Charging the 12v battery using the HV battery?

  • So i Have what I believe to be a 12v battery in my 2014 EV nearing the end of its life. It is four years old and I was hoping for another year or so, but knowing the issues of a 12v battery going bad and leaving one with a brick, I plan to replace that battery in the next couple of weeks. In the meantime I've got a question. I can certainly install a battery charger, but I'm trying something else. The 12v battery has been down to 11.7v after sitting for a few days. After driving for a bit or after charging the HV battery, the 12v battery goes up to 12.6v. Then after one day it is down to 12.3v and after a second day it is down to 12.1v. It was suggested to me to just turn the car "ON" for an hour of two and this will charge the 12v battery. I have tried that and it seems to work great. After two hours with the car "ON," the 12v battery is once again at 12.6v. This is a very simple process if it is okay to do. As a side note, the HV battery charge only drops by 3 or 4 percent in those two hours.

    So my qu3estion to the group is "Is there any downside to using this procedure as long as I remember to turn the car "OFF" after two hours?" I do set a timer to remind me.

    Len

    Len

    2014 EV Coupe 28,000 miles
    2014 EV Cabriolet 28,000 miles
    2015 EV Coupe 27,000 miles

  • Nope, there isn‘t really a downside to this. Of course it‘s not a ideal solution, but for a few weeks, until you‘ve got the new 12 V battery, it‘s not bad. :)

    smart BRABUS #1 in gelb, 04/2023; > 20.000 km
    smart fortwo Coupé 451er ED 3,7 kW-Lader, 05/2013; > 285.000km (bei 250.000 km 22 kW nachgerüstet)
    smart fortwo Cabrio 453er EQ 22 kW-Lader, 04/2021 - 08/2023; 42.000 km
    smart fortwo Coupé 453er EQ 22 kW-Lader, 05/2018 - 05/2021; 109.000km

    Elektrisch, weil's Spaß macht.

  • So here's another question regarding this. For the last week or so I have been watching the 12v battery charge and turn on the car for an hour or two whenever it gets down around 12.1v. I'll be picking up a new 12v battery in two weeks. I do not need to drive the car in that time, so I was wondering if it makes more sense just to hook up a trickle charger and leave it on 24 hours a day. It would make things a little easier for me, but I can also live with turning the car on once or twice a day too. Another option would be to just disconnect the negative cable on the 12v battery, but I'm a little leery about doing that and leaving it for two weeks.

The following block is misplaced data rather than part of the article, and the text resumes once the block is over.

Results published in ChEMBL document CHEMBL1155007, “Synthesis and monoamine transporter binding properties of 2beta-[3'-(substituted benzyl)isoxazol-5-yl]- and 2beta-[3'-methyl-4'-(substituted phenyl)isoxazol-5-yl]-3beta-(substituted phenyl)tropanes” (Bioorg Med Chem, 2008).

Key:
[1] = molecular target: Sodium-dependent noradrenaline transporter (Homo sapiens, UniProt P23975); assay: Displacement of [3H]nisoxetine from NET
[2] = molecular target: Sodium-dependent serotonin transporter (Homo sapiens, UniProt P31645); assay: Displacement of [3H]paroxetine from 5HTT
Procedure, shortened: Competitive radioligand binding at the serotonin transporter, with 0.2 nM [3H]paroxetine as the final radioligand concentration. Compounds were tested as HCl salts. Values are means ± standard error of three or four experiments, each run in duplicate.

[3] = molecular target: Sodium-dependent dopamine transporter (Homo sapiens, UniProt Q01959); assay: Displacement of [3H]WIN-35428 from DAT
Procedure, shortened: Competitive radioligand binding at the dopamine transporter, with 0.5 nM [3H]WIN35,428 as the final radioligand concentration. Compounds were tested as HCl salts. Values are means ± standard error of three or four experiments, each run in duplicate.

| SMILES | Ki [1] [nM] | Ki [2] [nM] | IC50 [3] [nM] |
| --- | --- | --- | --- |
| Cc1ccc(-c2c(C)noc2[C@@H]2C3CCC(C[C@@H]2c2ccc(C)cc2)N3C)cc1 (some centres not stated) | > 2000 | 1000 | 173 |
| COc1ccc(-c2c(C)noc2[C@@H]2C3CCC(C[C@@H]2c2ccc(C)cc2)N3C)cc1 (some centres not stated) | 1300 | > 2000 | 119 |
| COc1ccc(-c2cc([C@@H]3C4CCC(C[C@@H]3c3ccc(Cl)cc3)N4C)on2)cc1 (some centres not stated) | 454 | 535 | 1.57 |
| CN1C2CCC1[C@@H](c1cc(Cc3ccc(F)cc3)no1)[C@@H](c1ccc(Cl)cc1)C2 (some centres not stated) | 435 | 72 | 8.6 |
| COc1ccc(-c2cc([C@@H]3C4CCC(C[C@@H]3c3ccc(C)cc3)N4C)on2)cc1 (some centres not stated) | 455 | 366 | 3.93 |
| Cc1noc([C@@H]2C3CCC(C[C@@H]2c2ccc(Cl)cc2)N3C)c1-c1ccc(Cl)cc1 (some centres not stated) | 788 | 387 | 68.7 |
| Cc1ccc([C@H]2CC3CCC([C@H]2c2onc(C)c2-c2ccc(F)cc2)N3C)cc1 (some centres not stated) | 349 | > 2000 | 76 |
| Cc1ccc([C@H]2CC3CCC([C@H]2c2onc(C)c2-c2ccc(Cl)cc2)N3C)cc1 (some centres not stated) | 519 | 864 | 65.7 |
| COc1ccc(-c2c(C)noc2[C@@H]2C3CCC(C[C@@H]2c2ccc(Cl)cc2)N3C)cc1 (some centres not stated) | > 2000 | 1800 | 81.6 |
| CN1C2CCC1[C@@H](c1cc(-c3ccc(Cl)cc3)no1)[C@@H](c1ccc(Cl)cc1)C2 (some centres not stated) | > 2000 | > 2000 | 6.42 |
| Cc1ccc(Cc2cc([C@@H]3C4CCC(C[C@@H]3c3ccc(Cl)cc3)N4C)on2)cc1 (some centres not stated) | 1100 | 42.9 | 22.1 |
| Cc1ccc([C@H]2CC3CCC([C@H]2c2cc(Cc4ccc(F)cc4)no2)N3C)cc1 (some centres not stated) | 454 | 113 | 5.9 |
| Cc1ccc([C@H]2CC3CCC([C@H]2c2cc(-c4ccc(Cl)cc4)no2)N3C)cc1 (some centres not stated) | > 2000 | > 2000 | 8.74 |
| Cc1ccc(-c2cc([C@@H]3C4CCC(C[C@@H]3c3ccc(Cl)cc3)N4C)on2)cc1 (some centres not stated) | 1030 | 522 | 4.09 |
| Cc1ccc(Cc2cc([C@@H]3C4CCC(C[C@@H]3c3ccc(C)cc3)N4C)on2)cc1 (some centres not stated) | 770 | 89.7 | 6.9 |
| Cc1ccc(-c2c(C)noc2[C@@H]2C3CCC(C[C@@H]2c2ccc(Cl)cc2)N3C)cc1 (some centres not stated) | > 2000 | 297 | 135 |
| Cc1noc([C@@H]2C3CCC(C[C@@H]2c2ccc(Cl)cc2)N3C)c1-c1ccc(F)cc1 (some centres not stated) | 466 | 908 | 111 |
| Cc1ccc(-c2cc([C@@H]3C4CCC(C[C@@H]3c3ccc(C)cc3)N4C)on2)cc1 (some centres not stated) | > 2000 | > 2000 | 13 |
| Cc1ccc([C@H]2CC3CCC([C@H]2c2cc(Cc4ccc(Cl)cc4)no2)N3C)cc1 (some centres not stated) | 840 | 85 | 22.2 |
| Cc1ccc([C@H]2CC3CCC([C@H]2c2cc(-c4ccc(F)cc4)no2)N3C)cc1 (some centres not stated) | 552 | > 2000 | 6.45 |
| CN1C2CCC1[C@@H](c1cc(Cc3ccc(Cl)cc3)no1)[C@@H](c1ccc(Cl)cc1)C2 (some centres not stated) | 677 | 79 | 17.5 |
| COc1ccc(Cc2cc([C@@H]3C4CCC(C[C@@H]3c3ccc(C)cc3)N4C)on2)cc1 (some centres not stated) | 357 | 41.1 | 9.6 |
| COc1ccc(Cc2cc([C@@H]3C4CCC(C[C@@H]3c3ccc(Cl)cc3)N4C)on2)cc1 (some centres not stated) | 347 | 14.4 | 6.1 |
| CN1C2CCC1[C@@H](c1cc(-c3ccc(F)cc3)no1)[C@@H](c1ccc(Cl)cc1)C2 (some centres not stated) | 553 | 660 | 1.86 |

What are your thoughts?

    Len

    2014 EV Coupe 28,000 miles
    2014 EV Cabriolet 28,000 miles
    2015 EV Coupe 27,000 miles

  • I'd do whatever is more convenient, as long as it's not disconnecting the 12 V battery permanently.

    smart BRABUS #1 in gelb, 04/2023; > 20.000 km
    smart fortwo Coupé 451er ED 3,7 kW-Lader, 05/2013; > 285.000km (bei 250.000 km 22 kW nachgerüstet)
    smart fortwo Cabrio 453er EQ 22 kW-Lader, 04/2021 - 08/2023; 42.000 km
    smart fortwo Coupé 453er EQ 22 kW-Lader, 05/2018 - 05/2021; 109.000km

    Elektrisch, weil's Spaß macht.

  • Another option would be to just disconnect the negative cable on the 12v battery, but I'm a little leery about doing that and leaving it for two weeks.

    What are your thoughts?

    Even disconnecting the cable may not stop the voltage drop if there is an internal fault in the battery. At 10 years old your battery is long overdue to be changed.

  • So I replaced the four year old 12v battery yesterday with an OE battery from Mercedes - $225. Pretty easy job. After removing the old battery and testing it, I'm pretty sure that I could have gone longer with it (it read 12.6v), but the EV bricking history and that one 11.7v battery reading a month or so ago convinced me the be safe rather than sorry.


    Len

    Len

    2014 EV Coupe 28,000 miles
    2014 EV Cabriolet 28,000 miles
    2015 EV Coupe 27,000 miles

  • Moritz Leicht June 21, 2024 at 3:56 PM

    Changed the title of the thread from “Chargibg the 12v battery using the HV battery?” to “Charging the 12v battery using the HV battery?”.
  • I didn't do a lot of price checks for other batteries, but I don't think there was a huge difference in price for batteries coming from shops outside the dealership. Plus many of the generic batteries don't fit perfectly like the Mercedes battery does. The hold down clamp on some aftermarket batteries has to be "adjusted" to make it work and for me it's just easier to get a battery that is an easy swap.

    Len

    Len

    2014 EV Coupe 28,000 miles
    2014 EV Cabriolet 28,000 miles
    2015 EV Coupe 27,000 miles

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